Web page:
SOI Switches Tackle 60 GHz

Nov. 18, 2016
Silicon is not often associated with millimeter-wave frequencies, but these switches operate to 60 GHz thanks to an advanced silicon CMOS semiconductor process.
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Fast switches are finding places in test instruments and communications equipment at higher and higher frequencies, with applications such as automotive safety systems and even backhaul links in Fifth-Generation (5G) wireless communications networks reaching millimeter-wave frequencies. To provide those switching functions, a pair of UltraCMOS silicon-on-insulator (SOI) single-pole, double-throw (SPDT) flip-chip switch die from Peregrine Semiconductor offer electrical performance from 9 kHz to 60 GHz with 8-ns switching speed.

The switches, models PE42525 and PE426525, are similar in physical configuration and performance. The one exception is that the PE426525 is designed to operate over an extended temperature range for use in hostile environments, including oilfields and in military applications.

The two reflective millimeter-wave switches (see figure) provide the low loss and high port-to-port isolation desirable in any broadband switch, especially for a bandwidth approaching 60 GHz. For both switches, the insertion loss is typically 0.9 dB at 100 MHz,

1.3 dB from 100 MHz to 26.5 GHz, 1.7 dB from 26.5 to 45.0 GHz, 1.9 dB from 45 to 50 GHz, and 2.6 dB from 50 to 60 GHz. Typical isolation is 76 dB at 100 MHz, 44 dB from 100 MHz to 26.5 GHz, 39 dB from 26.5 to 45.0 GHz, 38 dB from 45 to 50 GHz, and 38 dB from 50 to 60 GHz. Typical return loss is 20 dB at 100 MHz, 18 dB from 100 MHz to 26.5 GHz, 22 dB from 26.5 to 45.0 GHz, 20 dB from 45 to 50 GHz, and 12 dB from 50 to 60 GHz.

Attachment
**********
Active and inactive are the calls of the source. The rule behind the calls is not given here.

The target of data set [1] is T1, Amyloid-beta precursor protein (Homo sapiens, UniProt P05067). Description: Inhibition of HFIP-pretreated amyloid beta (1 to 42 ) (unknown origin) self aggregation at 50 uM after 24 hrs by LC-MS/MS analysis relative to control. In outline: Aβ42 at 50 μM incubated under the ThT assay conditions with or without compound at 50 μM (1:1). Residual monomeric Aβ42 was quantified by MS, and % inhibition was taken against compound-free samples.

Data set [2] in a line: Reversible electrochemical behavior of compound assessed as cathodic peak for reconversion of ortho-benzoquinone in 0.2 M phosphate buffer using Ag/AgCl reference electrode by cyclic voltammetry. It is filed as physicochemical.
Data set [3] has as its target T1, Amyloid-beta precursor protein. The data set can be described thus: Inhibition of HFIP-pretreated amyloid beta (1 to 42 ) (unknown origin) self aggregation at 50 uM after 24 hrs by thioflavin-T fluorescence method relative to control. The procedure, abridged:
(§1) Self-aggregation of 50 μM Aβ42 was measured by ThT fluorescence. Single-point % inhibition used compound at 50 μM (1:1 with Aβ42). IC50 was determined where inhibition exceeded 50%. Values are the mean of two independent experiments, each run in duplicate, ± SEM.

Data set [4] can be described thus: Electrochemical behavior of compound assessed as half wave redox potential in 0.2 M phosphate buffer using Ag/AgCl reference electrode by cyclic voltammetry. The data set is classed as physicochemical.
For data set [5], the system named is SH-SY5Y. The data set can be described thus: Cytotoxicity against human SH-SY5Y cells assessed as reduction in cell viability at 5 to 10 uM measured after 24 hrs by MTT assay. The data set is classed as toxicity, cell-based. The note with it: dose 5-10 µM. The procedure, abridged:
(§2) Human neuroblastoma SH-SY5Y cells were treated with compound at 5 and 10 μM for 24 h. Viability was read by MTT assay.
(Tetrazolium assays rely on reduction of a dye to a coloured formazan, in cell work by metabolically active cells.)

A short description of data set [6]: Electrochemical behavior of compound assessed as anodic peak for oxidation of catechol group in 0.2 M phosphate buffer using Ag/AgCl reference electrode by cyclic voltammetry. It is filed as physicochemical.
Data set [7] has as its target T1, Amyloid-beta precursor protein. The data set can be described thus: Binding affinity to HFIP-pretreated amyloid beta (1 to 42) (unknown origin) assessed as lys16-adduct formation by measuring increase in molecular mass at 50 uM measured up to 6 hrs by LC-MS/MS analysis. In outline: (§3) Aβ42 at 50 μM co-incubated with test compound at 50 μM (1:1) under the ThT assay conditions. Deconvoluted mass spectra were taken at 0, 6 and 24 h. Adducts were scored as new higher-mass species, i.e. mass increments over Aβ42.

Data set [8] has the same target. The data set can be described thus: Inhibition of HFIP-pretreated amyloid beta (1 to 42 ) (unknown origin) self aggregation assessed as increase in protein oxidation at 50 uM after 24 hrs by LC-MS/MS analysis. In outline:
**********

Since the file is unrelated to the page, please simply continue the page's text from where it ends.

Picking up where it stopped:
The PE42525 (left) and PE426525 (right) SPDT switches are supplied as flip-chip die, and have similar specs except for operating temperature range.

Die size is usually 2495 × 2149 µm. The SPDT switches are fabricated on silicon wafers that are customarily 200 µm thick. In addition, the flip-chip switch die are fabricated with a tight 500-µm bump pitch to minimize performance variations resulting from different bond wire lengths. Short interconnections also contribute to excellent time-domain performance, with typical switching speed of 8 ns and rise/fall time of 4 ns. The settling time is generally 40 ns from 50% of the control signal to within 0.05 dB of the final switched signal.


The switches provide linear operation at moderate power levels. The PE42525 has typical recommended high-level marks of +26 dBm at 100 MHz and +27 dBm at 26.5 GHz for continuous-wave (CW) signals, and +28 dBm at 100 MHz and +29 dBm at 26.5 GHz for pulsed signals. The PE426525 has typical recommended high-level marks of +24 dBm at 100 MHz and +25 dBm at 26.5 GHz for CW signals and +26 dBm at 100 MHz and +27 dBm at 26.5 GHz for pulsed signals. They are rated for maximum signal levels of +30 dBm at 100 MHz and +31 dBm at 26.5 GHz.

The switches achieve a typical 1-dB compression point (P1dB) of +33 dBm at 40 GHz and a third-order intercept point (IIP3) of +48 dBm at 13.5 GHz. Second-harmonic rejection is typically –74 dBc for an input frequency of 1.0 GHz and –78 dBc for an input frequency of 1.9 GHz.

These miniature millimeter-wave switches provide healthy electrostatic-discharge (ESD) protection of 2 kV, per the human body model (HBM). They operate with typical control current of 450 nA, a high control voltage of +3.0 V dc, and a low control voltage of –3.0 V dc. Model PE42525 is designed for operating temperatures from –40 to +105°C and model PE426525 for the wider range of operating temperatures from –55 to +125°C. P&A: $40 for the PE42525 and $48 for the PE426525 (1,000 qty.)

Peregrine Semiconductor Corp., 9380 Carroll Park Dr., San Diego, CA 92121; (858)731-9400, www.psemi.com.

About the Author

Jack Browne | Technical Contributor

Jack Browne, Technical Contributor, has worked in technical publishing for over 30 years. He managed the content and production of three technical journals while at the American Institute of Physics, including Medical Physics and the Journal of Vacuum Science & Technology. He has been a Publisher and Editor for Penton Media, started the firm’s Wireless Symposium & Exhibition trade show in 1993, and currently serves as Technical Contributor for that company's Microwaves & RF magazine. Browne, who holds a BS in Mathematics from City College of New York and BA degrees in English and Philosophy from Fordham University, is a member of the IEEE.

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